IA Fintech Member Insights: Wealth Dynamix
While onboarding remains top of the wealth management priority list, failure to address pre- and post-onboarding processes is putting many firms at risk. In 2020, winning wealth managers will remove their onboarding blinkers and see client lifecycle management (CLM) for what it is – an end-to-end process that must be addressed in entirety to remain competitive and drive value for clients.
The world of wealth management is changing. Competition for AUM has never been greater. And the evolving demographic of the world’s wealthiest individuals requires a broader outlook, and a more agile and tech-savvy approach – bottom line, it requires world class client centricity and service.
With the (U)HNW population becoming ever-younger, wealth managers need to up their game in terms of communications and client servicing. Clients now have ever increasing wealth management services available to them, they are heavily influenced by the experience of their peers, they have access to a vast array of information, and they are willing to switch provider if their servicing is sub-standard. There is no loyalty to poor client service.
Unlike many other industry verticals, wealth managers have been slow to respond to the servicing needs of millennial clients, which centre around efficient interactions and competitive performance. Wealth managers who fail to meet expectations, cost-effectively throughout the entire client lifecycle, are at risk. And even though world class solutions exist to bring all elements of the full client lifecycle together, wealth managers still often choose to focus primarily on onboarding, not yielding the expected outcomes.
In 2020, winning wealth managers will think outside the onboarding box to maximise operational efficiency and enrich client experience throughout the client lifecycle. They will recognise that there are three vital CLM phases, just one of which is onboarding, and that there is an inextricable correlation between how clients are serviced before and after onboarding, and your ability to efficiently engage and retain them into the future.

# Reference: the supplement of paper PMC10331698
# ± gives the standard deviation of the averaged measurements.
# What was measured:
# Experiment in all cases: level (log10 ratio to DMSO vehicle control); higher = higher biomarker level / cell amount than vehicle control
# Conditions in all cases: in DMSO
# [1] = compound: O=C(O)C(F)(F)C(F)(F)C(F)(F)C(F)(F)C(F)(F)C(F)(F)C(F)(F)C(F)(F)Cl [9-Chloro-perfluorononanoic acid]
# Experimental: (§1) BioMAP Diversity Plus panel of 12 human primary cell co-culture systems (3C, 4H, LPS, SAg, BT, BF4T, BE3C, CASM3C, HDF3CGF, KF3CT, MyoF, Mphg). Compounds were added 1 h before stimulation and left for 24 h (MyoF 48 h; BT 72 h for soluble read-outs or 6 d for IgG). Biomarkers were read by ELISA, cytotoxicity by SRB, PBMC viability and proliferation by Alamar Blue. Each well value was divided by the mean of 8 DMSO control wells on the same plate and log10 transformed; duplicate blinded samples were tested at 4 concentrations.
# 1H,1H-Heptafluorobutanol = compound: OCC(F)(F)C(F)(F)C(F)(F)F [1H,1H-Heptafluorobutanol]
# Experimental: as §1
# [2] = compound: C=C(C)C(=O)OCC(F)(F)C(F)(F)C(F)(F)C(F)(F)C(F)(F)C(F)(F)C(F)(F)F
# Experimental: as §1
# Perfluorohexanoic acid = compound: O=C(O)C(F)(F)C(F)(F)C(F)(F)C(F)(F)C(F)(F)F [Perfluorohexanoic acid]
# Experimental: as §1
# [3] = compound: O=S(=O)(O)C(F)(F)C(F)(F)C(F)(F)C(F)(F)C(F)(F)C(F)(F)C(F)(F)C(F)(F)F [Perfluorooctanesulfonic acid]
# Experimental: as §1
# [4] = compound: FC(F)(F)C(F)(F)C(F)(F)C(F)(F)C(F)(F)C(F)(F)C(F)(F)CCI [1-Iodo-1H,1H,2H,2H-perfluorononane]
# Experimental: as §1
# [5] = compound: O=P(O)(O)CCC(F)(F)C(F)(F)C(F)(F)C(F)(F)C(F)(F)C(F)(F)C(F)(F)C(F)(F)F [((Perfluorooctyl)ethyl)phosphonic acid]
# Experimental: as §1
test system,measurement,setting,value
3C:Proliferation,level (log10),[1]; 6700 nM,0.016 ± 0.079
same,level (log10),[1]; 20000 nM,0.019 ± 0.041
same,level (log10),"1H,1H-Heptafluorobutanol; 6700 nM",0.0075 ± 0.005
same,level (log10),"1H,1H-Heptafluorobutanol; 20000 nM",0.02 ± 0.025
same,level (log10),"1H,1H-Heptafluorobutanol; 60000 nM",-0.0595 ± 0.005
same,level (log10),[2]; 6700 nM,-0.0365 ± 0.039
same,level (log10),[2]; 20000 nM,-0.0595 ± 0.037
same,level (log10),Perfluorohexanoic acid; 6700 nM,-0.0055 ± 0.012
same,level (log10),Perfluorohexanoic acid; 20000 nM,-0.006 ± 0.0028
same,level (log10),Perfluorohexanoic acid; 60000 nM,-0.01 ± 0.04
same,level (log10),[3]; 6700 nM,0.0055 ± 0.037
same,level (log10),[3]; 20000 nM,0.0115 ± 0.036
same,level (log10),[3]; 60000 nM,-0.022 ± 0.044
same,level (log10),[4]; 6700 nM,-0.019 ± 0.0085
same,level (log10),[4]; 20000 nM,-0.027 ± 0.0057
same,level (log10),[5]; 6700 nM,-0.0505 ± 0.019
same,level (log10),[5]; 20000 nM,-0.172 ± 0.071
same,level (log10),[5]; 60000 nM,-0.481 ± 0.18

1. Engagement: The client lifecycle begins at your very first contact with a prospect. Winning wealth managers will capture and structure as much data as possible from the outset, use it to customise marketing campaigns and other client communications, and then seamlessly re-use and update it throughout the client lifecycle to ensure ongoing personalisation and exemplary service. Privacy-aware clients expect to see safeguarding measures that ensure transparency and regulatory compliance.
Winning wealth managers will define end to end digital processes and enable these by leveraging technology to integrate symbiotic cross-functional systems and processes across the client lifecycle. Too often, prospects and clients are repeatedly asked to provide the same data during different phases of the lifecycle. Disconcerted prospects may believe you have lost data previously provided, begin to question your competence and fail to become clients.
2. Onboarding: Only after a well-executed and efficient marketing and sales engagement will the client enter the “onboarding” phase, which has been too inefficient for too long, and has remained manual and attracted the majority of wealth management technology spend to date. “The key is to automate as much as possible without becoming impersonal,” according to Vanessa Oligino, director of business performance solutions at TD Ameritrade Institutional.
Winning wealth managers will need to improve their full client lifecycle process in 2020, where they connect their marketing and sales engagement with their onboarding process, aiming to make it as easy and frictionless as possible. They will also recognise that the client experience doesn’t end there and will focus on onward processes to maximise client retention.
3. Relationship management: If a wealthy person’s first experience as a client is a month-long delay before their account is active, your reputation will soon be tarnished among their peer network. Furthermore, research indicating that 81% of cross-selling occurs within 90 days of onboarding – 60% within a month – demonstrates how vital it is for clients to enjoy great client service immediately, rather than entering a standard, impersonal and slow post-onboarding process. And finally, if a relationship manager fears answering calls from clients because they know they are unable to provide world-class service without foraging for data and making multiple callbacks, they will not approach engagements with a positive outlook.
Winning wealth managers will promote an organisational culture and deploy technological infrastructure that spans the entire lifecycle, not individual stages and provides a contextual presentation layer. Only then can you deliver consistent, world-class client service that is engaging, profitable and enduring.
By Niklas Lindberg, Chief Revenue Officer, Wealth Dynamix